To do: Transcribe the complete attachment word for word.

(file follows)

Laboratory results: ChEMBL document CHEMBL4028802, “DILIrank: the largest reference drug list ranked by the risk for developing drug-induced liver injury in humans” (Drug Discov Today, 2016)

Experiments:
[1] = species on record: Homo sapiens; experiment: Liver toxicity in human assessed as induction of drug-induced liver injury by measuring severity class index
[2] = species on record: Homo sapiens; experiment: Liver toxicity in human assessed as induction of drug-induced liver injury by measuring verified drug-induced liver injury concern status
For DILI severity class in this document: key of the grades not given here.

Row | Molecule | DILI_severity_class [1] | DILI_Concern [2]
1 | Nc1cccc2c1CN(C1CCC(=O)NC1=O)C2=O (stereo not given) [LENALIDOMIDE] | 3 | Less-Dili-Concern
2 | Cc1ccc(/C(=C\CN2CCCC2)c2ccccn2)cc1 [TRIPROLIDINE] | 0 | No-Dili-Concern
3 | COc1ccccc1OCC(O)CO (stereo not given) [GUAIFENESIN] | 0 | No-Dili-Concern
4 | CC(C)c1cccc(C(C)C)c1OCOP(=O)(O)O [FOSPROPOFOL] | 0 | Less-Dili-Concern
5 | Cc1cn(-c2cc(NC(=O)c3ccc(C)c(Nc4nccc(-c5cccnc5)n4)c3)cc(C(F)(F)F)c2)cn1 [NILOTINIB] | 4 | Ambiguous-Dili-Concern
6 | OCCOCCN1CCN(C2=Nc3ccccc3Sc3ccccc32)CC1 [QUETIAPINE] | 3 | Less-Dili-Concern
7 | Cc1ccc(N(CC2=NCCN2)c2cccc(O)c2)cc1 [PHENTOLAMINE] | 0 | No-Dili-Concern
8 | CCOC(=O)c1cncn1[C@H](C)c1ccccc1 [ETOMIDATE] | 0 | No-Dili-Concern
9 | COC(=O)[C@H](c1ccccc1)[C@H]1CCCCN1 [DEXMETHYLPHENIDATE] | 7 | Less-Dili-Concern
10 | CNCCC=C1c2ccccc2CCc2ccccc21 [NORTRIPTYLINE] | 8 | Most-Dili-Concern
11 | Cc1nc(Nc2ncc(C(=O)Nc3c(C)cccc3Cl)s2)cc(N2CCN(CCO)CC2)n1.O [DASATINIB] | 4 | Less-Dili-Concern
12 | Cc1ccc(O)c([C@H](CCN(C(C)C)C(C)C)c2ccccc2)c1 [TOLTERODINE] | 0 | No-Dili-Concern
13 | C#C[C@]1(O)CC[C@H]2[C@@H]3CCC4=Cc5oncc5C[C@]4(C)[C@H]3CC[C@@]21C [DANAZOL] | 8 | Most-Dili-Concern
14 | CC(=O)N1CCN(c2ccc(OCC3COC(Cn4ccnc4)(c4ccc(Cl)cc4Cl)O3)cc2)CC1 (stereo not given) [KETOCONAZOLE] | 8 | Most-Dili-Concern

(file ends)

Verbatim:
Laboratory results: ChEMBL document CHEMBL4028802, “DILIrank: the largest reference drug list ranked by the risk for developing drug-induced liver injury in humans” (Drug Discov Today, 2016)

Experiments:
[1] = species on record: Homo sapiens; experiment: Liver toxicity in human assessed as induction of drug-induced liver injury by measuring severity class index
[2] = species on record: Homo sapiens; experiment: Liver toxicity in human assessed as induction of drug-induced liver injury by measuring verified drug-induced liver injury concern status
For DILI severity class in this document: key of the grades not given here.

Row | Molecule | DILI_severity_class [1] | DILI_Concern [2]
1 | Nc1cccc2c1CN(C1CCC(=O)NC1=O)C2=O (stereo not given) [LENALIDOMIDE] | 3 | Less-Dili-Concern
2 | Cc1ccc(/C(=C\CN2CCCC2)c2ccccn2)cc1 [TRIPROLIDINE] | 0 | No-Dili-Concern
3 | COc1ccccc1OCC(O)CO (stereo not given) [GUAIFENESIN] | 0 | No-Dili-Concern
4 | CC(C)c1cccc(C(C)C)c1OCOP(=O)(O)O [FOSPROPOFOL] | 0 | Less-Dili-Concern
5 | Cc1cn(-c2cc(NC(=O)c3ccc(C)c(Nc4nccc(-c5cccnc5)n4)c3)cc(C(F)(F)F)c2)cn1 [NILOTINIB] | 4 | Ambiguous-Dili-Concern
6 | OCCOCCN1CCN(C2=Nc3ccccc3Sc3ccccc32)CC1 [QUETIAPINE] | 3 | Less-Dili-Concern
7 | Cc1ccc(N(CC2=NCCN2)c2cccc(O)c2)cc1 [PHENTOLAMINE] | 0 | No-Dili-Concern
8 | CCOC(=O)c1cncn1[C@H](C)c1ccccc1 [ETOMIDATE] | 0 | No-Dili-Concern
9 | COC(=O)[C@H](c1ccccc1)[C@H]1CCCCN1 [DEXMETHYLPHENIDATE] | 7 | Less-Dili-Concern
10 | CNCCC=C1c2ccccc2CCc2ccccc21 [NORTRIPTYLINE] | 8 | Most-Dili-Concern
11 | Cc1nc(Nc2ncc(C(=O)Nc3c(C)cccc3Cl)s2)cc(N2CCN(CCO)CC2)n1.O [DASATINIB] | 4 | Less-Dili-Concern
12 | Cc1ccc(O)c([C@H](CCN(C(C)C)C(C)C)c2ccccc2)c1 [TOLTERODINE] | 0 | No-Dili-Concern
13 | C#C[C@]1(O)CC[C@H]2[C@@H]3CCC4=Cc5oncc5C[C@]4(C)[C@H]3CC[C@@]21C [DANAZOL] | 8 | Most-Dili-Concern
14 | CC(=O)N1CCN(c2ccc(OCC3COC(Cn4ccnc4)(c4ccc(Cl)cc4Cl)O3)cc2)CC1 (stereo not given) [KETOCONAZOLE] | 8 | Most-Dili-Concern